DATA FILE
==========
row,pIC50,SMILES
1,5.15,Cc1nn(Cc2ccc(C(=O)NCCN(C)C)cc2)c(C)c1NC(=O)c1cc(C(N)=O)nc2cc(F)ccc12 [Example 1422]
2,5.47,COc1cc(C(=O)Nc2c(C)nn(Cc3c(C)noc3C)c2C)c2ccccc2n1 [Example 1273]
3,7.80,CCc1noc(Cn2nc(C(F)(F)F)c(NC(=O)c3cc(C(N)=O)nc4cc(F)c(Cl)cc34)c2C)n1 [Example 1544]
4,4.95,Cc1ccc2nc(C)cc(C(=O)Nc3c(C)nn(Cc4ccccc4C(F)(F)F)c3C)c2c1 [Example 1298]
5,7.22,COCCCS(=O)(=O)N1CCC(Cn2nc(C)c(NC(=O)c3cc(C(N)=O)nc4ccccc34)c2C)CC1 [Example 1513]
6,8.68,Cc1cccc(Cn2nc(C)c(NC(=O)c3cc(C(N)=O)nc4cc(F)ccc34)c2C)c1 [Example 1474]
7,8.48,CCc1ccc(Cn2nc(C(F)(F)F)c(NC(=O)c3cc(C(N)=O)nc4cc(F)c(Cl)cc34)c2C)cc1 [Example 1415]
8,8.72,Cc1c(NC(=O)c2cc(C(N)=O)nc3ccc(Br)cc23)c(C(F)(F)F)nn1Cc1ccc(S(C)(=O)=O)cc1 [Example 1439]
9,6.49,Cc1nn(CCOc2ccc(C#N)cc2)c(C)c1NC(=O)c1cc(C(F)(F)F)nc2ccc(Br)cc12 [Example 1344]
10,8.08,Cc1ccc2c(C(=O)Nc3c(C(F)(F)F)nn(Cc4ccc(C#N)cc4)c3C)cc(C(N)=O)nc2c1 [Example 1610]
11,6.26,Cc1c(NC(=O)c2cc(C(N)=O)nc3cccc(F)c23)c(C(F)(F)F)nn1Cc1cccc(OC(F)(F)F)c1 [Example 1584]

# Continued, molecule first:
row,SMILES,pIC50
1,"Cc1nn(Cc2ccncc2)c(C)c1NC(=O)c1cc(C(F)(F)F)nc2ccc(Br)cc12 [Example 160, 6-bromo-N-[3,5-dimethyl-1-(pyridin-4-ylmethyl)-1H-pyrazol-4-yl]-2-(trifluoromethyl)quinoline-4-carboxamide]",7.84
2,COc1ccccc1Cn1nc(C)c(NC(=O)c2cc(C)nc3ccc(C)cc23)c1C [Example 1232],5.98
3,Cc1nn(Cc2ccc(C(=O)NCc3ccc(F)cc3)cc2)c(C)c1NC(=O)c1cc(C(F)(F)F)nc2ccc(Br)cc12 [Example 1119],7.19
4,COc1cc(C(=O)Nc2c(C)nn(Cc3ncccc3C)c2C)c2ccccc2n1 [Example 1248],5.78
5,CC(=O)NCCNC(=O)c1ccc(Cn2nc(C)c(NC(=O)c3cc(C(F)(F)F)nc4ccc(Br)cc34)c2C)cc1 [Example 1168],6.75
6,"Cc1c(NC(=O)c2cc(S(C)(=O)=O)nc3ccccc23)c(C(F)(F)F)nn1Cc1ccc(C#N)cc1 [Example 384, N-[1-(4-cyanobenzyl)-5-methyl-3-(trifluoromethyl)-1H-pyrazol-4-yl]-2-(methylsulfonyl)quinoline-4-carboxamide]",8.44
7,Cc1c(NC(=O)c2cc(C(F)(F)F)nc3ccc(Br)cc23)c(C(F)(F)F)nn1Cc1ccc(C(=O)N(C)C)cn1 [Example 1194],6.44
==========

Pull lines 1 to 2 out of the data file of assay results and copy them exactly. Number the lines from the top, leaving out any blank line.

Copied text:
row,pIC50,SMILES
1,5.15,Cc1nn(Cc2ccc(C(=O)NCCN(C)C)cc2)c(C)c1NC(=O)c1cc(C(N)=O)nc2cc(F)ccc12 [Example 1422]